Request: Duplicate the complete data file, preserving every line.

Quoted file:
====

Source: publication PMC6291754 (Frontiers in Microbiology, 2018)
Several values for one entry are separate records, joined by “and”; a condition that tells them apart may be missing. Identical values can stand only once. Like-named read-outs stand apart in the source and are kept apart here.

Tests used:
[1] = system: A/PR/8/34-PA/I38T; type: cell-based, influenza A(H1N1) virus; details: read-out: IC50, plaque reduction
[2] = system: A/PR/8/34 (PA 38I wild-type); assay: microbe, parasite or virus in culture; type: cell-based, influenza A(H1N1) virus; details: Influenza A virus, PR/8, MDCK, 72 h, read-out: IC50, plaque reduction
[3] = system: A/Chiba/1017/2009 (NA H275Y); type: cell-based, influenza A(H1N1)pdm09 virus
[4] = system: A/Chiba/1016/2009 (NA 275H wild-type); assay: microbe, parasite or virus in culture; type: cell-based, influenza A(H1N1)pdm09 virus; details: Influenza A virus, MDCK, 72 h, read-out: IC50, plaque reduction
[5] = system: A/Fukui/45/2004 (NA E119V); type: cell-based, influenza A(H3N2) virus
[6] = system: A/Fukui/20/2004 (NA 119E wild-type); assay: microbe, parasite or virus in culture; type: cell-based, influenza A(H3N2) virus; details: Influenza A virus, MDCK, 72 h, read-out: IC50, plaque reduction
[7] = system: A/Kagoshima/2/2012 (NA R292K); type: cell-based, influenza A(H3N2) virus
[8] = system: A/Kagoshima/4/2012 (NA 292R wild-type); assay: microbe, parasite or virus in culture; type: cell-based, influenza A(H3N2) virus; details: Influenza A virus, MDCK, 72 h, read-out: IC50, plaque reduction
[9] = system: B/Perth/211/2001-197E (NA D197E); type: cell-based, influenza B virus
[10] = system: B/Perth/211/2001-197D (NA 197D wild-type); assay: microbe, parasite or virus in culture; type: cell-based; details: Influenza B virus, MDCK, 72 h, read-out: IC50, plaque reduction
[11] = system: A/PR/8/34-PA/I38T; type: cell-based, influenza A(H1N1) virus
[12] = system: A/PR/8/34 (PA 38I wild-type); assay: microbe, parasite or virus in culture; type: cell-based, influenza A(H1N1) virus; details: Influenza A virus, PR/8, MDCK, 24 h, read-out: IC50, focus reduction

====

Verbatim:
Source: publication PMC6291754 (Frontiers in Microbiology, 2018)
Several values for one entry are separate records, joined by “and”; a condition that tells them apart may be missing. Identical values can stand only once. Like-named read-outs stand apart in the source and are kept apart here.

Tests used:
[1] = system: A/PR/8/34-PA/I38T; type: cell-based, influenza A(H1N1) virus; details: read-out: IC50, plaque reduction
[2] = system: A/PR/8/34 (PA 38I wild-type); assay: microbe, parasite or virus in culture; type: cell-based, influenza A(H1N1) virus; details: Influenza A virus, PR/8, MDCK, 72 h, read-out: IC50, plaque reduction
[3] = system: A/Chiba/1017/2009 (NA H275Y); type: cell-based, influenza A(H1N1)pdm09 virus
[4] = system: A/Chiba/1016/2009 (NA 275H wild-type); assay: microbe, parasite or virus in culture; type: cell-based, influenza A(H1N1)pdm09 virus; details: Influenza A virus, MDCK, 72 h, read-out: IC50, plaque reduction
[5] = system: A/Fukui/45/2004 (NA E119V); type: cell-based, influenza A(H3N2) virus
[6] = system: A/Fukui/20/2004 (NA 119E wild-type); assay: microbe, parasite or virus in culture; type: cell-based, influenza A(H3N2) virus; details: Influenza A virus, MDCK, 72 h, read-out: IC50, plaque reduction
[7] = system: A/Kagoshima/2/2012 (NA R292K); type: cell-based, influenza A(H3N2) virus
[8] = system: A/Kagoshima/4/2012 (NA 292R wild-type); assay: microbe, parasite or virus in culture; type: cell-based, influenza A(H3N2) virus; details: Influenza A virus, MDCK, 72 h, read-out: IC50, plaque reduction
[9] = system: B/Perth/211/2001-197E (NA D197E); type: cell-based, influenza B virus
[10] = system: B/Perth/211/2001-197D (NA 197D wild-type); assay: microbe, parasite or virus in culture; type: cell-based; details: Influenza B virus, MDCK, 72 h, read-out: IC50, plaque reduction
[11] = system: A/PR/8/34-PA/I38T; type: cell-based, influenza A(H1N1) virus
[12] = system: A/PR/8/34 (PA 38I wild-type); assay: microbe, parasite or virus in culture; type: cell-based, influenza A(H1N1) virus; details: Influenza A virus, PR/8, MDCK, 24 h, read-out: IC50, focus reduction